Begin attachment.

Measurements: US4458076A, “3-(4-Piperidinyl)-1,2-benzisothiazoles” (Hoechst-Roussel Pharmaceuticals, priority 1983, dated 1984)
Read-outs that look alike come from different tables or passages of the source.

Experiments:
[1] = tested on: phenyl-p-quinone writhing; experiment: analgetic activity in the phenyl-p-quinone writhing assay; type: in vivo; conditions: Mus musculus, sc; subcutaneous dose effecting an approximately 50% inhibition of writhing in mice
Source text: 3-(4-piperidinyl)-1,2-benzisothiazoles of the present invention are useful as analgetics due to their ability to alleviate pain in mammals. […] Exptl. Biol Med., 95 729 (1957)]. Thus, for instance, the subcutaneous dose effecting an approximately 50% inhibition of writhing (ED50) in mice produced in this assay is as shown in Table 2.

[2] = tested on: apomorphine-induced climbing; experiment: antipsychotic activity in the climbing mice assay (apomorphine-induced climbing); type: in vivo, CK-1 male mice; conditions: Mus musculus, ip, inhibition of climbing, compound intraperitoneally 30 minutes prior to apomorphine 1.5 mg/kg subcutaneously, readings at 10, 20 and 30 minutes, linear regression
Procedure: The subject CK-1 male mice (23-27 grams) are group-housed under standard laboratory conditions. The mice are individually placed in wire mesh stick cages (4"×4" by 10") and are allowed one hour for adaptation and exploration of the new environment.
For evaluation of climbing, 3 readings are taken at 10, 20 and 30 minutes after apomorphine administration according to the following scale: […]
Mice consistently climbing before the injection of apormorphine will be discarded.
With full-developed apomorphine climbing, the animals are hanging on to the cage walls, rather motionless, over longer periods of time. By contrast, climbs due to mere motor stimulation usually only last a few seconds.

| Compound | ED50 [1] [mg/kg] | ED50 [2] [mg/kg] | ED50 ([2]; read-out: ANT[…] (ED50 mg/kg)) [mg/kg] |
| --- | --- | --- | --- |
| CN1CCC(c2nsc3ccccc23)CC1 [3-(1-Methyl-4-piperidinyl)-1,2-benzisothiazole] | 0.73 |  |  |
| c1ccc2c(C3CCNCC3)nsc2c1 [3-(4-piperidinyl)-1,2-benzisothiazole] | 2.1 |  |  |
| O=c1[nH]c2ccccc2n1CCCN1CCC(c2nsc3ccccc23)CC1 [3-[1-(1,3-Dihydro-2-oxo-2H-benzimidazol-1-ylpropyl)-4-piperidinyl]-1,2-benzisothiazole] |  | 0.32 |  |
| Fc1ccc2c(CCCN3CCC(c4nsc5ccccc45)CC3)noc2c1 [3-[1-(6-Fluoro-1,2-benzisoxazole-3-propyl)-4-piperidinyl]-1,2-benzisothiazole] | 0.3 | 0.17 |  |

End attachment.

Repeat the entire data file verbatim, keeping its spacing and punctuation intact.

Measurements: US4458076A, “3-(4-Piperidinyl)-1,2-benzisothiazoles” (Hoechst-Roussel Pharmaceuticals, priority 1983, dated 1984)
Read-outs that look alike come from different tables or passages of the source.

Experiments:
[1] = tested on: phenyl-p-quinone writhing; experiment: analgetic activity in the phenyl-p-quinone writhing assay; type: in vivo; conditions: Mus musculus, sc; subcutaneous dose effecting an approximately 50% inhibition of writhing in mice
Source text: 3-(4-piperidinyl)-1,2-benzisothiazoles of the present invention are useful as analgetics due to their ability to alleviate pain in mammals. […] Exptl. Biol Med., 95 729 (1957)]. Thus, for instance, the subcutaneous dose effecting an approximately 50% inhibition of writhing (ED50) in mice produced in this assay is as shown in Table 2.

[2] = tested on: apomorphine-induced climbing; experiment: antipsychotic activity in the climbing mice assay (apomorphine-induced climbing); type: in vivo, CK-1 male mice; conditions: Mus musculus, ip, inhibition of climbing, compound intraperitoneally 30 minutes prior to apomorphine 1.5 mg/kg subcutaneously, readings at 10, 20 and 30 minutes, linear regression
Procedure: The subject CK-1 male mice (23-27 grams) are group-housed under standard laboratory conditions. The mice are individually placed in wire mesh stick cages (4"×4" by 10") and are allowed one hour for adaptation and exploration of the new environment.
For evaluation of climbing, 3 readings are taken at 10, 20 and 30 minutes after apomorphine administration according to the following scale: […]
Mice consistently climbing before the injection of apormorphine will be discarded.
With full-developed apomorphine climbing, the animals are hanging on to the cage walls, rather motionless, over longer periods of time. By contrast, climbs due to mere motor stimulation usually only last a few seconds.

| Compound | ED50 [1] [mg/kg] | ED50 [2] [mg/kg] | ED50 ([2]; read-out: ANT[…] (ED50 mg/kg)) [mg/kg] |
| --- | --- | --- | --- |
| CN1CCC(c2nsc3ccccc23)CC1 [3-(1-Methyl-4-piperidinyl)-1,2-benzisothiazole] | 0.73 |  |  |
| c1ccc2c(C3CCNCC3)nsc2c1 [3-(4-piperidinyl)-1,2-benzisothiazole] | 2.1 |  |  |
| O=c1[nH]c2ccccc2n1CCCN1CCC(c2nsc3ccccc23)CC1 [3-[1-(1,3-Dihydro-2-oxo-2H-benzimidazol-1-ylpropyl)-4-piperidinyl]-1,2-benzisothiazole] |  | 0.32 |  |
| Fc1ccc2c(CCCN3CCC(c4nsc5ccccc45)CC3)noc2c1 [3-[1-(6-Fluoro-1,2-benzisoxazole-3-propyl)-4-piperidinyl]-1,2-benzisothiazole] | 0.3 | 0.17 |  |